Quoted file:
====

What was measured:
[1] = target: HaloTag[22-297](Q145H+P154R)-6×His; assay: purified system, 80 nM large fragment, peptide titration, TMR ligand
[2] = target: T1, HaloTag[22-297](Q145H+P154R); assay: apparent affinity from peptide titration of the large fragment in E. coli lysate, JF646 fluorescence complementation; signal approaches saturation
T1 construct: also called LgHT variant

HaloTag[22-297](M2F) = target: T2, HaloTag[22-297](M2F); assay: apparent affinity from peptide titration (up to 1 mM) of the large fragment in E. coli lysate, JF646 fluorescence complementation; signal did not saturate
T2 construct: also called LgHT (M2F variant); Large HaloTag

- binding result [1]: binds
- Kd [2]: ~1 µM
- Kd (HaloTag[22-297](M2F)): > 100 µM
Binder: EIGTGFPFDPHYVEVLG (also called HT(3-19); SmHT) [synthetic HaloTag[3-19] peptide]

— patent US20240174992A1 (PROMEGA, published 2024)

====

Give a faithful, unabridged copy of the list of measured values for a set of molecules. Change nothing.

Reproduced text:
What was measured:
[1] = target: HaloTag[22-297](Q145H+P154R)-6×His; assay: purified system, 80 nM large fragment, peptide titration, TMR ligand
[2] = target: T1, HaloTag[22-297](Q145H+P154R); assay: apparent affinity from peptide titration of the large fragment in E. coli lysate, JF646 fluorescence complementation; signal approaches saturation
T1 construct: also called LgHT variant

HaloTag[22-297](M2F) = target: T2, HaloTag[22-297](M2F); assay: apparent affinity from peptide titration (up to 1 mM) of the large fragment in E. coli lysate, JF646 fluorescence complementation; signal did not saturate
T2 construct: also called LgHT (M2F variant); Large HaloTag

- binding result [1]: binds
- Kd [2]: ~1 µM
- Kd (HaloTag[22-297](M2F)): > 100 µM
Binder: EIGTGFPFDPHYVEVLG (also called HT(3-19); SmHT) [synthetic HaloTag[3-19] peptide]

— patent US20240174992A1 (PROMEGA, published 2024)